Salt of the Earth

On the Gospel of Matthew 5:13-16

5th Sunday of Ordinary Time

It is a compliment to say of someone that they are the ‘salt of the earth’. We usually mean by this that someone is, down to earth, generous and good-humoured. But what did Jesus mean by it?

For Jesus, no doubt, a person who is the salt of the earth – the good Christian – has all these positive qualities, but there is also the element of perseverance in Our Lord’s words. This theme of perseverance, in the life of the Christian, is vividly expressed in St Paul when we read: “Every athlete exercises discipline in every way. They do it to win a perishable crown, but we an imperishable one”, (1 Corinthians 9:25).

Salt in Jesus’ time was used to keep food fresh and vibrant; and to use the Pauline analogy, the athlete must keep fresh and fit to compete in his or her sport. Today athletes have all the help they need to achieve and maintain this level of fitness: with personal trainers, physiologists, dieticians, and ultra modern gyms. They keep themselves fresh and fit, in the physical way, to win an Olympic medal or a GAA trophy; but the Christian is called to remain fresh and fit in the spiritual way – to remain salty – to win for him or herself the imperishable crown of happiness! A happiness tasted in this life, but fulfilled in the next.

But it appears that we don’t, in our Christian life, have at our disposal, these trainers, sport physiologists, dieticians, and ultra modern gyms; or do we?

Our trainer is the Lord himself, and in our personal relationship with him, when we talk to him first thing in the morning and last thing at night, we get our training, our guidance, in how we may better live out our Christian lives. Our sport physiologist, who encourages us to get up and do another lap when we are exhausted from the stress and strain of life; who tells us that it is going to be ok and that we can move on; he is our confessor, that priest that we meet regularly in the confessional box. Our dieticians are the saints who encourage us to not indulge too much in what the world offers. For example, TV, food, drink, music, etc.. but to take things in moderation. And finally, and most importantly, our gym, our training centre, where we can build up new strength to live out the Christian life. This is our local Church and most importantly the freshness and vibrancy we receive here in the Holy Eucharist. No modern gym can ever offer this strength!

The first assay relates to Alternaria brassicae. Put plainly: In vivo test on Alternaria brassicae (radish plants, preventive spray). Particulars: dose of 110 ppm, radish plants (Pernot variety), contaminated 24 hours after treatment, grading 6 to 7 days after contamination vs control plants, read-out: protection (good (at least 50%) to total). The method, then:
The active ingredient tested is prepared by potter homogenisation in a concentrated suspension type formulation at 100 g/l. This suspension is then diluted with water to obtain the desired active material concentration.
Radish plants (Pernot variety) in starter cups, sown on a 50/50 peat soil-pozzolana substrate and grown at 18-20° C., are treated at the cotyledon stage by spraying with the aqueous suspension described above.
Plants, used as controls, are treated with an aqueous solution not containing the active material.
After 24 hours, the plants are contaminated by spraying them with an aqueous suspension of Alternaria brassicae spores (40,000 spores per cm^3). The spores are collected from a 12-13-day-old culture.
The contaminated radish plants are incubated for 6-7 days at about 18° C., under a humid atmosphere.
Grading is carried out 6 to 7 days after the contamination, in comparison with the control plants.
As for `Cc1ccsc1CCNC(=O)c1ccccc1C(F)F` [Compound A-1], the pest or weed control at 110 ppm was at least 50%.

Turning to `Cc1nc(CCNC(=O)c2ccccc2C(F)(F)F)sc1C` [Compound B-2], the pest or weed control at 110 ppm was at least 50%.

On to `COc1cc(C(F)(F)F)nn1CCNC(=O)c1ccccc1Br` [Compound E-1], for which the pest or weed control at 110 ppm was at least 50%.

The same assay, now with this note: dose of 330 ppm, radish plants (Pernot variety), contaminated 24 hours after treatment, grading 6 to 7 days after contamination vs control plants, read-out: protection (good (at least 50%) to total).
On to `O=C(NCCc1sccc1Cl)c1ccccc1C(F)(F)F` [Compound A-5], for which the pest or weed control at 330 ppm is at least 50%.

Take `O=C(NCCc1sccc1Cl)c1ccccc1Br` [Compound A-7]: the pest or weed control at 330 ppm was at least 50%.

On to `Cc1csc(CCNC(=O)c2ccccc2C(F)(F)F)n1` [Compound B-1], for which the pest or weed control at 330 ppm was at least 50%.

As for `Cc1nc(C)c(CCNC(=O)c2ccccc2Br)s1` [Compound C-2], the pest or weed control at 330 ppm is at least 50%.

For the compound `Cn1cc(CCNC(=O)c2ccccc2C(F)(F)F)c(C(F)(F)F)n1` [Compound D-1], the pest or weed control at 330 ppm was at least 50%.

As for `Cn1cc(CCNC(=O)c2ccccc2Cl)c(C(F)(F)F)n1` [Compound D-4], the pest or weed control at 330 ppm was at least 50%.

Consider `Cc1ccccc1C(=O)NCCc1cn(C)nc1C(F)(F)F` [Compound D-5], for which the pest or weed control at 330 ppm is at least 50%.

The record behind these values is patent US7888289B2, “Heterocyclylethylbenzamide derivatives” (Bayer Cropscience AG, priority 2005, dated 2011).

Jesus said to his disciples: “You are the salt of the earth. But if the salt loses its saltiness, how can it be made salty again? It is no longer good for anything, except to be thrown out and trampled underfoot. “You are the light of the world. A town built on a hill cannot be hidden. Neither do people light a lamp and put it under a bowl. Instead they put it on its stand, and it gives light to everyone in the house. In the same way, let your light shine before others, that they may see your good deeds and glorify your Father in heaven.

– Matthew 5:13-16

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